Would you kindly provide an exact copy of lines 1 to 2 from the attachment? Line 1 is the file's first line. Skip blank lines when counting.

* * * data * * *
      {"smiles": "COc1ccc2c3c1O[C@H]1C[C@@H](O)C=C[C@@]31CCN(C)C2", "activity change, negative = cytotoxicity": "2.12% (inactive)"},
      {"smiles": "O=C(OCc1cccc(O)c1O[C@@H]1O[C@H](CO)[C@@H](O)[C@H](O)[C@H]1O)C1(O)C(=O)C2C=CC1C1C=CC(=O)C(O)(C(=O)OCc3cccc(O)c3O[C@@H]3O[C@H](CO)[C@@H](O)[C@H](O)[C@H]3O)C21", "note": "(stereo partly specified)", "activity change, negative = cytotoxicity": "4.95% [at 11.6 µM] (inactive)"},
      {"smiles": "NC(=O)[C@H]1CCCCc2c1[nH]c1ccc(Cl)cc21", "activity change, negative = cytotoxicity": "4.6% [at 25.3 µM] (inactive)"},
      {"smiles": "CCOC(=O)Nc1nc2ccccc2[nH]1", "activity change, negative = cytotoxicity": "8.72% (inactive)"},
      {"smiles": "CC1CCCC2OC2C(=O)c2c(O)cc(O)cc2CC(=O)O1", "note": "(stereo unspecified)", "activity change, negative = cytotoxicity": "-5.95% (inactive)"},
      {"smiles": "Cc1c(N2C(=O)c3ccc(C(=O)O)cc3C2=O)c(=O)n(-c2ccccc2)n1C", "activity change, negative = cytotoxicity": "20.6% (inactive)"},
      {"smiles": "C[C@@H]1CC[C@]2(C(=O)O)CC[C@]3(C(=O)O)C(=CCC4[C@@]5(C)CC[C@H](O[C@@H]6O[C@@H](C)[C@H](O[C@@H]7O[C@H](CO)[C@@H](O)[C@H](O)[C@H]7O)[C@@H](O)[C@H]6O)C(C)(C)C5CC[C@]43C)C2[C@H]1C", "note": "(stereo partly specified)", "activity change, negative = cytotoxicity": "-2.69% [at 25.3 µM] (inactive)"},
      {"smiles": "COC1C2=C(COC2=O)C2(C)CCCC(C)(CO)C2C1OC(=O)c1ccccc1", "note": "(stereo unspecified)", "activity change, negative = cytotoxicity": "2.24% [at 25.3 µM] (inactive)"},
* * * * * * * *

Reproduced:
      {"smiles": "COc1ccc2c3c1O[C@H]1C[C@@H](O)C=C[C@@]31CCN(C)C2", "activity change, negative = cytotoxicity": "2.12% (inactive)"},
      {"smiles": "O=C(OCc1cccc(O)c1O[C@@H]1O[C@H](CO)[C@@H](O)[C@H](O)[C@H]1O)C1(O)C(=O)C2C=CC1C1C=CC(=O)C(O)(C(=O)OCc3cccc(O)c3O[C@@H]3O[C@H](CO)[C@@H](O)[C@H](O)[C@H]3O)C21", "note": "(stereo partly specified)", "activity change, negative = cytotoxicity": "4.95% [at 11.6 µM] (inactive)"},